Computing Conduct Policies
As a member of the Indiana University computing environment, users of the School of Informatics and Computing facilities are required to abide by the policies set forth in the University Information & IT Policies as well as any other policies governing conduct at Indiana University. Many of the policies outlined below are noted in the IU policies but are included here for emphasis.
No illegal activity – Your account must not be used to engage in or assist any illegal activity including, but not limited to, harassment, abuse, fraud, theft, and vandalism.
No commercial activity – The school does not allow any commercial activity from SOIC computers without prior authorization. Some examples of things that are not permitted would include sending out email advertisements, hosting a business web page, or selling advertising space on your IU homepage. If you have any doubt about whether your activity is considered commercial, please ask.
No SPAM – In the context of email, spam can be defined as the sending of bulk quantities of unsolicited email and is prohibited. In the context of Usenet News, spamming means to send a message to a large number of newsgroups where most of the newsgroups have nothing to do with the subject of the message. Spam violates the spirit of the university community.
Account monitoring – The SOIC technology staff reserves the right to monitor all system activity in the event of any real or suspected security threat. This may include, but is not limited to, the monitoring of keyboard input, file contents, or network traffic as needed to assess, control, or stop any security-related attack on school computing systems.
No account and passphrase sharing – Your account is for your use only. You must never allow anyone to use your account for any purpose. You should protect your account passphrase and never give it to anyone. You may not configure your account (via. .rhosts, .shosts, .ssh/authorized_keys, or other similar authentication method) in such a way as to permit others to gain access to your account.
Institutional Data – You should be aware of the types of data residing on your computer or other digital storage devices. Indiana University has classified different types of data. Sensitive data will require stricter controls and tighter access than public data. If you need assistance making sure your computer is properly secured, please submit a ticket. You can find out more about institutional data by following these links: https://kb.iu.edu/d/avqg and http://datamgmt.iu.edu/classifications.shtml
No setuid/setgid programs – On a unix/linux system, a setuid or setgid program allows other users to run programs under your user identity or group. Such programs are not allowed without prior approval.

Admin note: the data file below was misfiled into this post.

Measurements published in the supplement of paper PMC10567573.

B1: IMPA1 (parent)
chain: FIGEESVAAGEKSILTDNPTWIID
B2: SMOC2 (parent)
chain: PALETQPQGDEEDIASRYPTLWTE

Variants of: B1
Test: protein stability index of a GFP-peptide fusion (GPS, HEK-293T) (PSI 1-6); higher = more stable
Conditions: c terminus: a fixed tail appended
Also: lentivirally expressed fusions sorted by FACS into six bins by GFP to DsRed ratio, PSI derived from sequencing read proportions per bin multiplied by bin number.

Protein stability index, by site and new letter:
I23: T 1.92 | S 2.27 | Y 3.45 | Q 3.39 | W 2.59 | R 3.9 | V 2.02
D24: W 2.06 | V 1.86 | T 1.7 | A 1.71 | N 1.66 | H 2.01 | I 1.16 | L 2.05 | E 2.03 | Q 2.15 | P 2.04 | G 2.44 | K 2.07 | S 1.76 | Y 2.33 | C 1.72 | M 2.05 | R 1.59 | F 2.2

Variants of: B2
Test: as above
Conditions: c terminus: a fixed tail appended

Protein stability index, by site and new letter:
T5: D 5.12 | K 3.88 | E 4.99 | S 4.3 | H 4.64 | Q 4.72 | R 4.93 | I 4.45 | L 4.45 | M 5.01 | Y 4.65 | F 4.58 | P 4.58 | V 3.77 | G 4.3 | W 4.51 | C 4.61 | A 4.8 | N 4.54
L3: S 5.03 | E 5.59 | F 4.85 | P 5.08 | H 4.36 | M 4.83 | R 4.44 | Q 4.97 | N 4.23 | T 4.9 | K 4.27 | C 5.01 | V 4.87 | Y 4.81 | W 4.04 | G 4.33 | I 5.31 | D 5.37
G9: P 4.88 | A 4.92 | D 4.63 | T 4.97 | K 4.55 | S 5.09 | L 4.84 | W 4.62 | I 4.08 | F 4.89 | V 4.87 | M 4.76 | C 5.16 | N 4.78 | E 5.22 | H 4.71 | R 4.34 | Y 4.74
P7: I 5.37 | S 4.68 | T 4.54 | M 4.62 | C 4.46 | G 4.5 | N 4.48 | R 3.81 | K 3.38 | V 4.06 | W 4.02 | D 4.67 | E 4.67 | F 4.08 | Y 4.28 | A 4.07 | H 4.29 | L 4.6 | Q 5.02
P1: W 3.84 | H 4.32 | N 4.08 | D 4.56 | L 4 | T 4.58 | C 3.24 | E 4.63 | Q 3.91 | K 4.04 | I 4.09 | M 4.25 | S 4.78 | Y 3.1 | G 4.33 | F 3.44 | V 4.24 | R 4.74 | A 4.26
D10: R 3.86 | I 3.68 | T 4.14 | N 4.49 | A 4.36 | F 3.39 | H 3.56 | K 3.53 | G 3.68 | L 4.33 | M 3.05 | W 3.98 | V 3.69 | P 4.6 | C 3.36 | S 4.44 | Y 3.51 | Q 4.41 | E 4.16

No anonymous activity – Nothing you do on SOIC systems should be identifiable as having been done by anyone else. Do not send email or newsgroup messages in such a way as to conceal or forge your identity.
Respect the privacy of others – Just because another user has left files in his or her home directory world readable, does not give you the right to use them. Some users do not understand the file protection mechanisms that are available and may inadvertently leave files readable.
Do not attempt to compromise system security – The School of Informatics and Computing is very concerned with the security of its systems and you should not engage in activity that might compromise security. For example, you should never exploit a potential security vulnerability to gain privileged access to any SOIC system even if your intent is just to experiment and not do anything malicious. In addition, you should never disable or modify firewall settings or anti-virus program.
No unauthorized persistent server processes – A persistent server process can be defined as any process that makes it possible to access system resources from a remote machine for an extended period of time (1 day or more). Some examples of servers are web, ftp, irc, and news servers. Users are not permitted to run any such server process on any SOIC machine, or non-SOIC machine using the IU network without faculty sponsorship and approval from a faculty mentor and technology staff.
Don’t overload system resources – You should engage in no activity that overloads the computing systems or support staff. Do not run CPU-intensive processes such as SETI@Home or any of the various crypto-challenges on any shared machine.
Screen-locking is required for permanent staff and permitted for those working in research labs but please make sure you save all important work before leaving. The technology staff may need to access your machine to make configuration changes in your absence. Computer policies have been applied to all faculty and staff computers to set automatic screen-locking after 20-minutes of inactivity. Exceptions to this policy will be approved by the Director of Technology Services.